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United States v. Moses

United States District Court, D. Vermont

May 15, 2018

UNITED STATES OF AMERICA
v.
RICHARD E. MOSES, JR., Defendant.

          OPINION AND ORDER (Docs. 395, 398)

          Geoffrey W. Crawford, Chief Judge

         Richard Moses has filed an "Application under the All Writs Act, " asserting that his August 2008 guilty plea was rendered involuntary because the court violated Fed. R. Crim. P. 11(c)(1) by participating in plea negotiations in the midst of trial, and that his counsel was ineffective for allowing the alleged Rule 11 violation to go unchallenged. (See Doc. 395.) He requests that his conviction and sentence be vacated so that he can re-plead or be resentenced. (Id. at 15.) The United States Magistrate Judge issued a Report and Recommendation (R&R) on March 19, 2018, construing Moses's application as a second or successive habeas motion under 28 U.S.C. § 2255, and recommending that the case be transferred to the Second Circuit under 28 U.S.C. §§1631, 2254(b), and 2255(h). (Doc. 398.) Moses has filed objections to the R&R, arguing that his application should not be construed as a second or successive § 2255 motion, and alternatively requesting that the court recuse itself and that venue be changed to a location outside of the northeastern United States. (See Doc. 403.)

         After careful review of the record, the parties' filings, and the Magistrate Judge's R&R, the court AFFIRMS, APPROVES, and ADOPTS the R&R in its entirety.

         I. Standard Governing Review of the R&R

         A district judge must make a de novo determination of those portions of a magistrate judge's report and recommendation to which an objection is made. 28 U.S.C. § 636(b)(1); Fed.R.Civ.P. 72(b)(3); Cullen v. United States, 194 F.3d 401, 405 (2d Cir. 1999). The district judge may "accept, reject, or modify, in whole or in part, the findings or recommendations made by the magistrate judge." 28 U.S.C. § 636(b)(1); accord Cullen, 194 F.3d at 405. The district judge is not required to review the factual or legal conclusions of the magistrate judge as to those portions of a report and recommendation to which no objections are addressed. Thomas v. Am, 474 U.S. 140, 150 (1985). The court considers the following factors when determining whether to consider new legal arguments raised for the first time in an objection to an R&R:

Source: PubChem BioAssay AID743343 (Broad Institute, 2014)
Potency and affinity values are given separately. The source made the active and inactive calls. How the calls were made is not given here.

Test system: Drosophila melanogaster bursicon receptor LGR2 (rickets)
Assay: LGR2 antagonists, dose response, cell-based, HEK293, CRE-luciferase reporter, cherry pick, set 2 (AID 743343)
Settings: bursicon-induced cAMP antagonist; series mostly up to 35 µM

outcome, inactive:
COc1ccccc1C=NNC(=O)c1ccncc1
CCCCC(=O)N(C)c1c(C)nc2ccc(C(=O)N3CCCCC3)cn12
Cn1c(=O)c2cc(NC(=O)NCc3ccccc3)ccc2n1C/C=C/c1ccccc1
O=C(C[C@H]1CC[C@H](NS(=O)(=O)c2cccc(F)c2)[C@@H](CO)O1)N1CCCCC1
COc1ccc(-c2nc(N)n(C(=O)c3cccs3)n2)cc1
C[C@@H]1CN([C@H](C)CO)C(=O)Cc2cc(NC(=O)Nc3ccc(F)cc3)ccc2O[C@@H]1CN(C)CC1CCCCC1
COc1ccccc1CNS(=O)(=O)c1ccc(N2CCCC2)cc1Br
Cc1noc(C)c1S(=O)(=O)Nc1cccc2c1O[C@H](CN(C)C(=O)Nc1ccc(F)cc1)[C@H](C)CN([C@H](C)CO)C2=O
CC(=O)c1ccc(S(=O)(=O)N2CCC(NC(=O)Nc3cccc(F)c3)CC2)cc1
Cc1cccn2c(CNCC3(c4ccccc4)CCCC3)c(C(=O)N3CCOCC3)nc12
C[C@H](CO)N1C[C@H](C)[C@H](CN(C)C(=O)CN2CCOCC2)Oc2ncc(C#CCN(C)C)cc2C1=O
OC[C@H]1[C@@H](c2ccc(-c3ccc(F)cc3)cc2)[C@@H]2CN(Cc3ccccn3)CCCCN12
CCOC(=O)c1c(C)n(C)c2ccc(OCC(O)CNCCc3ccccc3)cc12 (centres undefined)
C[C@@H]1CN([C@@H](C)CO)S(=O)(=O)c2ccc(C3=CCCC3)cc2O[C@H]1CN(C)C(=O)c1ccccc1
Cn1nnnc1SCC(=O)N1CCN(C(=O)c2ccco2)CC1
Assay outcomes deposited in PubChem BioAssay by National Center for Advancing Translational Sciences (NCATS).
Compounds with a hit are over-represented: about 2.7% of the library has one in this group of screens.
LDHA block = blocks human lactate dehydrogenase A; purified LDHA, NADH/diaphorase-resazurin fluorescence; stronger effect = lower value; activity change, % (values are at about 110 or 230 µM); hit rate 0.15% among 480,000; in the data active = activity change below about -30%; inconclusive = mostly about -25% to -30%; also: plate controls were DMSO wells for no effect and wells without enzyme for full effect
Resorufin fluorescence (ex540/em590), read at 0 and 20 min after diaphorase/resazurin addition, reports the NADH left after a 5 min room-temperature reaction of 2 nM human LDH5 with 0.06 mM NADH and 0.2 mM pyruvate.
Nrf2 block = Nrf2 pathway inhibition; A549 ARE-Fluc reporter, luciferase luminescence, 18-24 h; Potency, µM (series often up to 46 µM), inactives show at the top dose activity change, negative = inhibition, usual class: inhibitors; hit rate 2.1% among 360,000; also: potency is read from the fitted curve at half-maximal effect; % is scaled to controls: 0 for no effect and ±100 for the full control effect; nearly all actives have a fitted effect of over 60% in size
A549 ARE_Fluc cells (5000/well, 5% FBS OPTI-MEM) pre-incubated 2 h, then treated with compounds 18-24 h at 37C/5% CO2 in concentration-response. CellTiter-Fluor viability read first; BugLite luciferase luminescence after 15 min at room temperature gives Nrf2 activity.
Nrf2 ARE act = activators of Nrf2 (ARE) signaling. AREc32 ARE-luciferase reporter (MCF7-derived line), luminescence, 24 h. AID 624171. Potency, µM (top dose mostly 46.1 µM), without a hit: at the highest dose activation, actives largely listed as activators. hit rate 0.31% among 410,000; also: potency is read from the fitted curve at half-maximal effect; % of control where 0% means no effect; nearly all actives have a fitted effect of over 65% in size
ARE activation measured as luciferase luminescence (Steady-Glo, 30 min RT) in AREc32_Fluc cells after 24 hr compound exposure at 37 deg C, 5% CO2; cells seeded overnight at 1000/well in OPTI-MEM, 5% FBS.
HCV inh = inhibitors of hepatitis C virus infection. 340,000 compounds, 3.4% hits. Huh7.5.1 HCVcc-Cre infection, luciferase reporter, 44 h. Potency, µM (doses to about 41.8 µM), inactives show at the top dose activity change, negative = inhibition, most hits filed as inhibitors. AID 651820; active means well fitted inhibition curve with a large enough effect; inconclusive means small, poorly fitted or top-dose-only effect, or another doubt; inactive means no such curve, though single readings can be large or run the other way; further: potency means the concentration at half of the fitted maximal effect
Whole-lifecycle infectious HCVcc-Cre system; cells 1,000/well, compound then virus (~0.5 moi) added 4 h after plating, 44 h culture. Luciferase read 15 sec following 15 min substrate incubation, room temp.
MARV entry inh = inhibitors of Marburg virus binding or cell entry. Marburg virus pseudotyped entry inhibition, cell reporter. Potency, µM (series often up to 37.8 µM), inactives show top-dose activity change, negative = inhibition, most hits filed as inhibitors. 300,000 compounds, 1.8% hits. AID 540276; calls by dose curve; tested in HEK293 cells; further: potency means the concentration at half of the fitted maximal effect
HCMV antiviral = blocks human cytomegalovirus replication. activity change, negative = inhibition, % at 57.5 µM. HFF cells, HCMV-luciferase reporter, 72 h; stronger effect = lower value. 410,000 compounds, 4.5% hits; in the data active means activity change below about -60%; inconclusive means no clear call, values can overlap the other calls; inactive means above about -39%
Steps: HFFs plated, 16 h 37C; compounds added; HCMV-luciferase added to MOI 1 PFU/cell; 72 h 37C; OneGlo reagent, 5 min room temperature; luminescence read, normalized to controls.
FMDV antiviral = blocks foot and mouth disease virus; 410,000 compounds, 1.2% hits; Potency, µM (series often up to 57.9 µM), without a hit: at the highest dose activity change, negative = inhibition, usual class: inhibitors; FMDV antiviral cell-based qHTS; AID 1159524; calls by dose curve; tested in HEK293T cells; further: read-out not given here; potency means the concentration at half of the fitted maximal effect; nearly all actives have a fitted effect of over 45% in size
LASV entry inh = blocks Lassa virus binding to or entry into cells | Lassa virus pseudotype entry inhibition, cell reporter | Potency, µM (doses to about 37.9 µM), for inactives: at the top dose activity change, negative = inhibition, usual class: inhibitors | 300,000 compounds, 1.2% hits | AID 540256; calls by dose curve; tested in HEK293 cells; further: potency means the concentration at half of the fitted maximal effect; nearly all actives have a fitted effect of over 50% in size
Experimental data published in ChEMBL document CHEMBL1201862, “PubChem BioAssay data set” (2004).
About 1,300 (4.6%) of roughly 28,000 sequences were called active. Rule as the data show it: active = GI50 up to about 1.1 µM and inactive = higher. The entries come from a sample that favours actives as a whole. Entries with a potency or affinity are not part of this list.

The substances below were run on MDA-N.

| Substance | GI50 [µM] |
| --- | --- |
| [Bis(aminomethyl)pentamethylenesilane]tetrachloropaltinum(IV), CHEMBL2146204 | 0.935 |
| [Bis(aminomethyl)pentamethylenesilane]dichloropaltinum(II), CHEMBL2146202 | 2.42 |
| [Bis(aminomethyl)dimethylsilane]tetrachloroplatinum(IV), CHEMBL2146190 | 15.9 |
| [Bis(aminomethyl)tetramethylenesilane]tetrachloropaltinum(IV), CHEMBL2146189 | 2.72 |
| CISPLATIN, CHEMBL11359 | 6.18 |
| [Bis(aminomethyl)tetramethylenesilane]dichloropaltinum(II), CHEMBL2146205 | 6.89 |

(1) the reason for the litigant's previous failure to raise the new legal argument;
(2) whether an intervening case or statute has changed the state of the law;
(3) whether the new issue is a pure issue of law for which no additional factfinding is required; (4) whether the resolution of the new legal issue is not open to serious question; (5) whether efficiency and fairness militate in favor or against consideration of the new argument; and (6) whether manifest injustice will result if the new argument is not considered.

Dimaggio v. Colvin, No. 5:13-cv-296, 2015 WL 4392954, at *2 (D. Vt. July 15, 2015) (quoting Wells Fargo Bank, N.A. v. Sinnott, No. 2:07-CV-169, 2010 WL 297830, at *4 (D. Vt. Jan. 19, 2010)).

         II. Background

         The following background is drawn from the court's docket entries in this case, Moses's description of the procedural background (Doc. 395 at 4, 13), and the Magistrate Judge's R&R, including his recitation of the factual and procedural background (Doc. 398 at 1-2). None of the relevant procedural background appears to be in dispute. Moses does assert that he has new evidence, which the court describes below.

         A. Indictment, Trial, and Plea

         On June 20, 2006, Moses was charged in this court on a 15-count superseding indictment that alleged drug-trafficking and firearms offenses, the use of interstate commerce facilities in the commission of murder-for-hire, and tampering with a witness, victim, or informant. (See Doc. 44.) A jury trial commenced on August 6, 2008, with Judge J. Garvan Murtha presiding. (Doc. 167.) Attorney Lamar Enzor represented Mr. Moses.

         The court held a bench conference on the second day of trial, August 7, 2008. At the sidebar, the court inquired what Moses's sentencing exposure was, and Attorney Enzor stated that he was facing up to life without parole, and that there was an outstanding question about whether the sentence might be mandatory life ...


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